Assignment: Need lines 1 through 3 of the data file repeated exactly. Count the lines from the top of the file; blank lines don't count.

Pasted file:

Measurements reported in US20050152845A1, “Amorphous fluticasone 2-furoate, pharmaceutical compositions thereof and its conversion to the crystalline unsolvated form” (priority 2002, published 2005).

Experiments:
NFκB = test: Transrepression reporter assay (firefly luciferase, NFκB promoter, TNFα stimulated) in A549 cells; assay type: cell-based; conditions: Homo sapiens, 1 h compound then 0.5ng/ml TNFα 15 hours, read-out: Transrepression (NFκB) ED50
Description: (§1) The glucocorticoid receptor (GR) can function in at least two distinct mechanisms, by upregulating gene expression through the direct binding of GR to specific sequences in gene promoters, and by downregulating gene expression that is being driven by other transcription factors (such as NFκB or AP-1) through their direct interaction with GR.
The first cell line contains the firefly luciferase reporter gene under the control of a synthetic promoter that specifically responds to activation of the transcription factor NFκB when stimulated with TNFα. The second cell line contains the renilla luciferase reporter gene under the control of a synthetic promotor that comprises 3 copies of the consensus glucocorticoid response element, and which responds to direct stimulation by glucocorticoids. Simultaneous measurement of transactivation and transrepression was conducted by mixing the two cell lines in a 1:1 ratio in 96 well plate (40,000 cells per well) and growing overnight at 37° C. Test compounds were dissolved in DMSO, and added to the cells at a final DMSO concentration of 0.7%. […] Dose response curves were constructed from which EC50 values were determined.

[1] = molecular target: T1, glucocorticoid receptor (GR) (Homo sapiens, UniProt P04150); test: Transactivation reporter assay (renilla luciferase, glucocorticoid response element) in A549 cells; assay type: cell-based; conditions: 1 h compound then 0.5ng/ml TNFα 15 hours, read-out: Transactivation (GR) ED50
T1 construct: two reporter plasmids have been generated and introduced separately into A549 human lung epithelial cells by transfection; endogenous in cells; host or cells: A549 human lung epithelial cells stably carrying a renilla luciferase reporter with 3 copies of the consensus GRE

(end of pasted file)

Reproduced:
Measurements reported in US20050152845A1, “Amorphous fluticasone 2-furoate, pharmaceutical compositions thereof and its conversion to the crystalline unsolvated form” (priority 2002, published 2005).

Experiments:
NFκB = test: Transrepression reporter assay (firefly luciferase, NFκB promoter, TNFα stimulated) in A549 cells; assay type: cell-based; conditions: Homo sapiens, 1 h compound then 0.5ng/ml TNFα 15 hours, read-out: Transrepression (NFκB) ED50